Importantly, the shareholders are divorced from day-to-day decisions. A change in the composition of shareholders may not immediately affect the operations of the business. The shareholders will have to wait until their meeting to elect new directors and only if new directors are elected are the officers likely to change. If the new creditor-shareholder holds less than a majority stake, then the business may not change at all. If, for instance, a creditor levies upon the debtor's one-hundred shares in Microsoft Corporation, which, at the time of this writing, had a paltry 8.26 billion issued and outstanding shares, it is unlikely that there will be many long faces in Redmond, Washington, where that company has its headquarters.

Contrast this with a partnership or LLC, where the owners of the business are usually active in the business. (30) The partners have agreed among themselves that they--and only they--will am the business, and their partnership agreement prohibits new partners without unanimous consent. A change of a partner could have a dramatic, and very negative, effect upon the chemistry of the partnership. If Microsoft were a partnership, even a partner holding a 0.01% interest could presumably come into its offices and start tinkering with its operating system.

Thus, partnerships are treated differently than corporations for judgment collection purposes. The purchaser of corporate shares at a judicial sale will not immediately be able to jump into the management of the company and disrupt its operations. Not so with a partnership, which lacks the legal separation of ownership and management.

A creditor who holds a judgment against a partner in a partnership (or a member in an LLC) is not normally allowed to take the debtor's interest. Instead, the creditor is allowed to take a lien against the debtor's interest so that any profit distributions that would have been made to the debtor will, instead, be made to the creditor. It is here that we should realize that a partner's or member's "interest" is, in fact, really a bundle of several different rights and privileges within the partnership or LLC, of which the right to distributions is just one. (31)

The legal vehicle by which the lien is placed on the debtor's distributive rights is the charging order, which exists primarily to prevent a creditor's enforcement action from disrupting the business of the partnership. The explanation given by the court in Taylor v. S & M Lamp Co. (32) is most helpful:

   Lord Justice Lindley gave the following reason for the English rule
   forbidding execution sale of a partner's interest in the
   partnership to satisfy his nonpartnership debt:

   "When a creditor obtained a judgment against one partner and he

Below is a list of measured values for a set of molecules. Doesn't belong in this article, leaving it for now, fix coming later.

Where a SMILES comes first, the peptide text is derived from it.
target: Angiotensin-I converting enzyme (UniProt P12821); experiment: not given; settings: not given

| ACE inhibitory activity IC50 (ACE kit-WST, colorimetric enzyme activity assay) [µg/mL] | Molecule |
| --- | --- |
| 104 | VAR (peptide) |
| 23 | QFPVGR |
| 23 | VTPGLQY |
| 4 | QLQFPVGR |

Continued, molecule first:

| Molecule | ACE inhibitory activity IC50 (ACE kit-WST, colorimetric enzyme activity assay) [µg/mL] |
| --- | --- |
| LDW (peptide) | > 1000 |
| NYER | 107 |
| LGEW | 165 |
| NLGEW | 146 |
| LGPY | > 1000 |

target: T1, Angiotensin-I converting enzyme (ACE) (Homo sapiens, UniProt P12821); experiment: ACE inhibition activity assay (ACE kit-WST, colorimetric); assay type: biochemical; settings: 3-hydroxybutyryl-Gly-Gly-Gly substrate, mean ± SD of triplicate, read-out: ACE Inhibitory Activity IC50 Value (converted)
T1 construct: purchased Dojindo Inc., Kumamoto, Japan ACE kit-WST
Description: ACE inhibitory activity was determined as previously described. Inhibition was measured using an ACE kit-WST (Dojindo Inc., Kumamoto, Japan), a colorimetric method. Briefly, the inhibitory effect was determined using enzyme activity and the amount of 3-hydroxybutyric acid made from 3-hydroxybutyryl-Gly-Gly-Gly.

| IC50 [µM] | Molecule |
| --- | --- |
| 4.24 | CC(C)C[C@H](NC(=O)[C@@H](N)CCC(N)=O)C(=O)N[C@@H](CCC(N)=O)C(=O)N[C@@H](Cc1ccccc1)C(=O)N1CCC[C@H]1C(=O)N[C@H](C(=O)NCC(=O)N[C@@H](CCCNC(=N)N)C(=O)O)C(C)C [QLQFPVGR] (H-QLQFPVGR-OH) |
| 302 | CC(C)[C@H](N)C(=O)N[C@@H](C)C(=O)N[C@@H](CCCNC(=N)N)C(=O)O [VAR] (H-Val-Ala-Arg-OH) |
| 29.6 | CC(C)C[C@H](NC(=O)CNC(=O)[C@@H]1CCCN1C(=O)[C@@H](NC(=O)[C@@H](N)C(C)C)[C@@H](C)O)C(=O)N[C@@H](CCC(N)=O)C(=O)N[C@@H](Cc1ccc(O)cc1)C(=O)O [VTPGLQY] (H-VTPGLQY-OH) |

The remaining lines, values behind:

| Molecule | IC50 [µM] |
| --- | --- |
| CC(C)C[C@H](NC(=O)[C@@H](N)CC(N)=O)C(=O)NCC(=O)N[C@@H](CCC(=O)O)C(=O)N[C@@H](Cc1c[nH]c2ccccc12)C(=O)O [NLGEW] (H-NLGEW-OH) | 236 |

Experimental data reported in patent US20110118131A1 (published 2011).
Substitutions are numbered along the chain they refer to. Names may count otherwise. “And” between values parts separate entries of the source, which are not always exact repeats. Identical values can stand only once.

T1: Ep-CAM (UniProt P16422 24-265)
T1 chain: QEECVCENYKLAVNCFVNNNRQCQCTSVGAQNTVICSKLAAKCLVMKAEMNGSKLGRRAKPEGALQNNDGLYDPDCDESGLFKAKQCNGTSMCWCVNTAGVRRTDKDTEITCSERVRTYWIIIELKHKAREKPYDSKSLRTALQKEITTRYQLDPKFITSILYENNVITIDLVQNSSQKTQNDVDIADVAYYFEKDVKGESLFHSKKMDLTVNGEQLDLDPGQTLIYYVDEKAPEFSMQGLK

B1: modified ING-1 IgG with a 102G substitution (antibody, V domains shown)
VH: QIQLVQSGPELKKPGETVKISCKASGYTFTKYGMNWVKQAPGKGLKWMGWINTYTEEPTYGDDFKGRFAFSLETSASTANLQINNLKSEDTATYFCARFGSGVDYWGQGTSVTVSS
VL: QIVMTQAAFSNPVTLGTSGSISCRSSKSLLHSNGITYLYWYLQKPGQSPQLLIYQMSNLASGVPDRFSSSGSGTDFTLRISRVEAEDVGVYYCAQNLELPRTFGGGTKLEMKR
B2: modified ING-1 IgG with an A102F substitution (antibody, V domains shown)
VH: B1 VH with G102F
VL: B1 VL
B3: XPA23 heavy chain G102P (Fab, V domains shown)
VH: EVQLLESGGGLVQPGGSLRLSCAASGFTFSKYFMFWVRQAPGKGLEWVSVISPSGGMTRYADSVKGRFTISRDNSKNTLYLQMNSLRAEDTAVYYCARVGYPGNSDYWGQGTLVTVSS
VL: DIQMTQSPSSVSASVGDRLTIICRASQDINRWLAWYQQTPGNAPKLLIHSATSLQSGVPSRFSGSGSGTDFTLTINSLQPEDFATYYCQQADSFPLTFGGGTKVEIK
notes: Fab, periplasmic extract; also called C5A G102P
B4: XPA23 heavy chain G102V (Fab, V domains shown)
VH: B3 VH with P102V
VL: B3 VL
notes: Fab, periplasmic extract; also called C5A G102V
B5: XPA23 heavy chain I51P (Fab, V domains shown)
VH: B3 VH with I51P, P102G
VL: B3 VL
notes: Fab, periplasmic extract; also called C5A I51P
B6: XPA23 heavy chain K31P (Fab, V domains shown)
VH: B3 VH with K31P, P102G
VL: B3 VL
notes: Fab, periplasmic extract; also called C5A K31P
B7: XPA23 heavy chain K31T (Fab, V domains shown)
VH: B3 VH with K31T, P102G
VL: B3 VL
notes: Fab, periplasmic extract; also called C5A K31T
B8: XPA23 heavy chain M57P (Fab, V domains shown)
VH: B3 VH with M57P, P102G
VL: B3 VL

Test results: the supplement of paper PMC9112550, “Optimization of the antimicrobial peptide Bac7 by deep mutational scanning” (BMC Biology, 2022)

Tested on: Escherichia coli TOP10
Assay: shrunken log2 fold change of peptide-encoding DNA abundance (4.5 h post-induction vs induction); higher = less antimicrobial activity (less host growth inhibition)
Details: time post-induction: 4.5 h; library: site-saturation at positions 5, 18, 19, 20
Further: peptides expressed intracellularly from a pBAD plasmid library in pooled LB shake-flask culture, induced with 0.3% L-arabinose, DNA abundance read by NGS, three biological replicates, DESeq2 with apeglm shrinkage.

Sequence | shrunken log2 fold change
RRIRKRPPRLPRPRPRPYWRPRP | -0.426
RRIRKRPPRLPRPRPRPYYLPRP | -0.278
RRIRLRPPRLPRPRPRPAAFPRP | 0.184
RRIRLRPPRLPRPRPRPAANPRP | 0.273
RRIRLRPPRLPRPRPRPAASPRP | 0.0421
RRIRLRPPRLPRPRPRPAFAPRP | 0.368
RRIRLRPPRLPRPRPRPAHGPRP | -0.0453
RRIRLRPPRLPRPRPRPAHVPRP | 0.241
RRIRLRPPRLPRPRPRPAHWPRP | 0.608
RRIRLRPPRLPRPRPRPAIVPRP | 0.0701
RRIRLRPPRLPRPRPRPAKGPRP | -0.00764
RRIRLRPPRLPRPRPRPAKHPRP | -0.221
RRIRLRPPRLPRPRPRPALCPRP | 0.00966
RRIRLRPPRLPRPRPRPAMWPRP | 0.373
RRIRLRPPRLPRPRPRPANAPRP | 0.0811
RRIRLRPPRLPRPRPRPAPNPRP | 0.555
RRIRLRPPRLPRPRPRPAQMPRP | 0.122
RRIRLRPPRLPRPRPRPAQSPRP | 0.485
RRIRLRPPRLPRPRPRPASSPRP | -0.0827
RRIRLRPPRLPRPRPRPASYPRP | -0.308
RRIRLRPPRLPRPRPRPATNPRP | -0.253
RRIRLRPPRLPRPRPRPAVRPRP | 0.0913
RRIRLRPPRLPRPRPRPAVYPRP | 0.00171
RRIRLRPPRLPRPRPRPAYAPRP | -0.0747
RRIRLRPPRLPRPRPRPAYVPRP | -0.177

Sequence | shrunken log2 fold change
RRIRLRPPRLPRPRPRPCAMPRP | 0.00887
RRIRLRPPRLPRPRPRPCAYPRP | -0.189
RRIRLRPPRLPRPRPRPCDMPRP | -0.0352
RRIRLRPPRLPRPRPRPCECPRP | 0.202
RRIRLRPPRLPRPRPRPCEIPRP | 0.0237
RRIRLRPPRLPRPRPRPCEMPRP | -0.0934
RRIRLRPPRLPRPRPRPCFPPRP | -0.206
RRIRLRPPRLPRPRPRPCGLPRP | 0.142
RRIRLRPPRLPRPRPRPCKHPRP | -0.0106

wanted to obtain the benefit of that judgment against the share of
   that partner in the firm, the first thing was to issue a [fiery
   facias], and the sheriff went down to the partnership place of
   business, seized everything, stopped the business, drove the
   solvent partners wild, and caused the execution creditor to bring
   an action in Chancery in order to get an injunction to take an
   account and pay over that which was due the execution debtor. A
   more clumsy method of proceeding could hardly have grown up."

   It was to prevent such "hold up" of the partnership business and
   the consequent injustice done the other partners resulting from
   execution against partnership property that the [California
   Charging Order] code sections and their counterparts in the Uniform
   Partnership Act and the English Partnership Act of 1890 were
   adopted. As we view those code sections they are not intended to
   protect a debtor partner against claims of his judgment creditors
   where no legitimate interest of the partnership, or of the
   remaining or former partners is to be served. (33)

The purpose of the charging order remedy, and its exclusivity as a remedy under RULLCA section 503(g) and the other partnership acts, is to prevent disruption of the partnership's business. (34) This can be done by keeping the creditor from otherwise enforcing the judgment directly against the debtor-partner's share of the assets and to prevent a forced "business divorce." (35) It is not meant to protect the debtor-partner's interests, (36) but rather protects the non-debtor partners (37) from being forced into what amounts to an involuntary partnership with somebody's creditor. (38)


In United Kingdom law, the charging order was the end in itself--the debtor's interest in the partnership was "charged" with the payment of distributions to the creditor until the debt was satisfied. But in the United States, the method is different, even if the ultimate result is nearly the same. Under American law, the issuance of a charging order has the effect of involuntarily creating a security interest in favor of the creditor by a lien on the debtor's right to distributions that requires the LLC to make all future distributions to the creditor (39) until the judgment is satisfied. (40)

One might think of a charging order as an aerosol can that sprays the lien upon the debtor-member's interest, much in the manner that a child might spray paint their bicycle a different color. In the end, it is the paint (the lien) that is important and lasting, and the charging order itself is of as little consequence as the empty can once it has accomplished its task--with one critically important exception.

The exception does not relate to the lien, but rather to ancillary provisions in the charging order that help to make it truly effective. The typical charging order will not just place the lien, but will also command that the debtor-member not take any loans, salary, fees, etc., or any other actions that would get money out of the LLC through the backdoor, thus defeating the charging order. (41)